As I type, the S&P 500 Index has clawed its way back to a 4 point gain, while the Nasdaq Composite is now up an impressive, all things considered, 0.24%.
So the U.S. stock market’s back from a messy couple of days! Well, not so fast. As I type, literally 60% of the S&P 500’s constituents are down on the morning, while just shy of 70% of the Nasdaq’s members are currently bleeding.
So what gives? It’s called concentration (in these capitalization-weighted indexes) among a small number of stocks.
On a sector basis, it’s all about tech, and the defensives (utilities, staples, healthcare) this morning. The cyclicals (energy, financials, materials, industrials, commodities) — call it those reflation/inflation/infrastructure plays — are getting hammered.
Fear is that if indeed the Fed tapers, the economy tanks. Well, that’s a gross mismatching of direct cause and effect given the current posture of monetary policy.
More on the mark it’s: If indeed the Fed tapers, markets tank, creating the kind of fear that could, in reflexive fashion, tank the economy.
Given the heat the Fed’s taking over inflation, if indeed markets hold up to the 11th hour, taper they will. If they don’t hold up; i.e., if markets crack on fear over tapering, well, taper they won’t.
Either way, the odds that the Fed will suddenly grow the hutzpah necessary to tighten policy to a sustainably market-cracking degree are, in my humble view, exceedingly low.
Which, long-term, is a most bullish setup for the stuff that’s getting hit the hardest as I type…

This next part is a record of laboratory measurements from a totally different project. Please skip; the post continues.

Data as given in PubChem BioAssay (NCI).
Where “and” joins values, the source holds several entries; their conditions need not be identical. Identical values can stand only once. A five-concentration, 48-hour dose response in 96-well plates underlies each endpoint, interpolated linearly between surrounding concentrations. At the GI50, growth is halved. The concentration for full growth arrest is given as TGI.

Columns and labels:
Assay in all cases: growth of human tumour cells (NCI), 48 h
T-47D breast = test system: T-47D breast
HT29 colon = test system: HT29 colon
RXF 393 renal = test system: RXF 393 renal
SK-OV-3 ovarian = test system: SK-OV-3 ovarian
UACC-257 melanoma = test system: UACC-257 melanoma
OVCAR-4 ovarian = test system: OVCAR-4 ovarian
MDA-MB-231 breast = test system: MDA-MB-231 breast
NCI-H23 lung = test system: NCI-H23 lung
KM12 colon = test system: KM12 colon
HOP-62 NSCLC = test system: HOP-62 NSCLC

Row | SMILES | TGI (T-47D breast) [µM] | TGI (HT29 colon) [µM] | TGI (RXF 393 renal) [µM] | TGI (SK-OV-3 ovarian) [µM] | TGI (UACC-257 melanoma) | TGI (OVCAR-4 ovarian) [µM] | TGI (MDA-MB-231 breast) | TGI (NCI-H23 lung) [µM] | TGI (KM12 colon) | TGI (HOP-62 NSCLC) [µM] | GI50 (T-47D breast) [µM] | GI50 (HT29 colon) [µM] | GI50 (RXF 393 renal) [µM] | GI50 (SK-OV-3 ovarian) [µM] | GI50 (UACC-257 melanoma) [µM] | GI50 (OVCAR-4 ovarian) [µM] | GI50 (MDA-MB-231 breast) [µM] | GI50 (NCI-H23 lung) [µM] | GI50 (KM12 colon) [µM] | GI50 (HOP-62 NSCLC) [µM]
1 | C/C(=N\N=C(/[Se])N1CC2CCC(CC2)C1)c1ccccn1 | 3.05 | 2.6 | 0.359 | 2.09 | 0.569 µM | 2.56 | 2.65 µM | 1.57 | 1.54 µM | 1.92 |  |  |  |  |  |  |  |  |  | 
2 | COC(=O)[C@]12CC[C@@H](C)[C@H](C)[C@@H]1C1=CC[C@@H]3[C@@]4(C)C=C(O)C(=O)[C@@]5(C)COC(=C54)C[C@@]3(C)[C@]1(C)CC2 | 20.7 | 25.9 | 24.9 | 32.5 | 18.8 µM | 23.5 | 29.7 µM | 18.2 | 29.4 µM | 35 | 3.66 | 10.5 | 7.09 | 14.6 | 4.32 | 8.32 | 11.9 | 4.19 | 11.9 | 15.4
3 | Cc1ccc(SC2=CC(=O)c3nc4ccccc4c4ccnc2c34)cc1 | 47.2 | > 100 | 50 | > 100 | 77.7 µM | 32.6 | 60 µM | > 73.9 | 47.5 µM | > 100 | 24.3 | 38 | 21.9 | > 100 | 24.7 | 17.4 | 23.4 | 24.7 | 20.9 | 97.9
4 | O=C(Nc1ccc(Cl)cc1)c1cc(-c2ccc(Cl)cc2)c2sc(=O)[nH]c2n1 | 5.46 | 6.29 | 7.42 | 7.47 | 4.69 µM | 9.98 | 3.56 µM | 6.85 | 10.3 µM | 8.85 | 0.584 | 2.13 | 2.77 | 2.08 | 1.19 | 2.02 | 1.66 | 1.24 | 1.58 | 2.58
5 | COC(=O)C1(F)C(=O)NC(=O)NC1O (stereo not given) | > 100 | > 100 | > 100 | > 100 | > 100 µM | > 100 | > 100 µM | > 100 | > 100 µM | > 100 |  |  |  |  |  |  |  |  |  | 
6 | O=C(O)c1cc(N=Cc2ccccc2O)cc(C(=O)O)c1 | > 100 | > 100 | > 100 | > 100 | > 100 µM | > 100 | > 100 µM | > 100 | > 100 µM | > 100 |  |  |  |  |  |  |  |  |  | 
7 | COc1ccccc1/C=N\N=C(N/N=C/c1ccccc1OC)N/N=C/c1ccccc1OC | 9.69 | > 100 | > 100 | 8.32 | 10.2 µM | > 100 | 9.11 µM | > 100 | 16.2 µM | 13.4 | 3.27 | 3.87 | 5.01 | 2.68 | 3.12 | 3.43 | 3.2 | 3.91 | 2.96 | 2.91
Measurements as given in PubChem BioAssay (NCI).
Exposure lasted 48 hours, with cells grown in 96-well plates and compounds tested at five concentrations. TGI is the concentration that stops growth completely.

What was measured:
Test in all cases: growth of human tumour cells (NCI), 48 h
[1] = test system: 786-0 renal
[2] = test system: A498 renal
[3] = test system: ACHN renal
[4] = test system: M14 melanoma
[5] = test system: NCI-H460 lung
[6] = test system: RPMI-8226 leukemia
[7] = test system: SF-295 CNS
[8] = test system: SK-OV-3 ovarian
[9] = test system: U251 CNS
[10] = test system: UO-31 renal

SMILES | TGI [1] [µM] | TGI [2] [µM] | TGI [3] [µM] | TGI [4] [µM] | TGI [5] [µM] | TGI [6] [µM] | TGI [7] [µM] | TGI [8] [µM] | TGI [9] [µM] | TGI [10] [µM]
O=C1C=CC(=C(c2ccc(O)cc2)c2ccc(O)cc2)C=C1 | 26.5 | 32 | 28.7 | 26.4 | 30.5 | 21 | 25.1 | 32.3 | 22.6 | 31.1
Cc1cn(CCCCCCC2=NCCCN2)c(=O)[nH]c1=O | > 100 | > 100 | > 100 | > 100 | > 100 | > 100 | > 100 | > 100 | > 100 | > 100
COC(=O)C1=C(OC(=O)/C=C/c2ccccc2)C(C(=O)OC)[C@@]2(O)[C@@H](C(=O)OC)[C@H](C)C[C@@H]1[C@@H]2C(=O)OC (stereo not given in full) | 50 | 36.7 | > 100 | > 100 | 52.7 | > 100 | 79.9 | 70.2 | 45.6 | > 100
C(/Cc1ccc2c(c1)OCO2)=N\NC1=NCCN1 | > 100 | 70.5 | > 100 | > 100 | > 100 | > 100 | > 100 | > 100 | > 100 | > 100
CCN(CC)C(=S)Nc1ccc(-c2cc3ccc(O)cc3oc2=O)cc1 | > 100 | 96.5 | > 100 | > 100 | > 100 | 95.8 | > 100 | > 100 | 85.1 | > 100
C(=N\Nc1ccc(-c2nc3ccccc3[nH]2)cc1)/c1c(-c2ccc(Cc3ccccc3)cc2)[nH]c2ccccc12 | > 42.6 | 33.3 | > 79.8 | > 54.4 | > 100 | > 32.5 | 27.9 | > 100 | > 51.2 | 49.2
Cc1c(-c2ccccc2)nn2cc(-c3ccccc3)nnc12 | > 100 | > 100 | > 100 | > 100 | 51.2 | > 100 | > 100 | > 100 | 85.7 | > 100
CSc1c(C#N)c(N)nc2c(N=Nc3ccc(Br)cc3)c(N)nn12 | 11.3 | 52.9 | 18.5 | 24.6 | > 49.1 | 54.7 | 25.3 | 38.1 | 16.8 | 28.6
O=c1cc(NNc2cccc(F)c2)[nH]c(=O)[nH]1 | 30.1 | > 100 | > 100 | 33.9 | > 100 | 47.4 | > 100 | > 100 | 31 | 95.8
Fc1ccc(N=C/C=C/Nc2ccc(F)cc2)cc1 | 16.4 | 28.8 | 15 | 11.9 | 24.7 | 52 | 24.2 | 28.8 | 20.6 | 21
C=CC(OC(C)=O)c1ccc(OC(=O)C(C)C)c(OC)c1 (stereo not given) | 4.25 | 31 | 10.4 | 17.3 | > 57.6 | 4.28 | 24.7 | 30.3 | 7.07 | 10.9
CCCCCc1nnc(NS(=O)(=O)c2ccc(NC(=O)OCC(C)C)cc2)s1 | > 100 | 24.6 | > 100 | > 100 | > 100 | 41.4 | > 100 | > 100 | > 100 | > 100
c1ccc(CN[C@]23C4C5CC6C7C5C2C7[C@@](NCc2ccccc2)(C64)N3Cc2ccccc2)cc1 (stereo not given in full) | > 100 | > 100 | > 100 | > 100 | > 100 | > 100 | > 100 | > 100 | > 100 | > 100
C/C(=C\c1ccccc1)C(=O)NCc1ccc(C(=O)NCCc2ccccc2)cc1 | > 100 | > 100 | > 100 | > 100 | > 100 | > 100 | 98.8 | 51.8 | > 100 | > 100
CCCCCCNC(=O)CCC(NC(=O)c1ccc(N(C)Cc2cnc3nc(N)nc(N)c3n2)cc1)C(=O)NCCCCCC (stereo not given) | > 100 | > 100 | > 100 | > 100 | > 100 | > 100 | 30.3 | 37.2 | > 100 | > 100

Yesterday evening I began crafting a simple market narrative that revolves around the needs of the politician and the policymaker entirely (of course policy partly plays into any sound macro thesis)… And, yes, it smacks of cynicism… I’ll share it if/when I feel its worthy of publication.
Here’s the intro:
“Let’s develop a narrative that totally departs from the data, from investor sentiment, from valuations, from the technicals, and so on. Let’s develop a narrative that, in fact, is clearly more relevant to the world we live in, and the markets we trade/invest in, at this very moment.
Let’s develop a narrative around the personal needs and the desires of the politician and the policymaker. For, clearly, it is they, their preferences and their proclivities — the probabilities/odds/expectations of what their next actions would be — who market participants are intently focused on these days.
When we consider the obvious needs and desires of our subjects, we must first, last and foremost, understand their respective constraints. What must they do, or not do, to fulfill their ambitions.”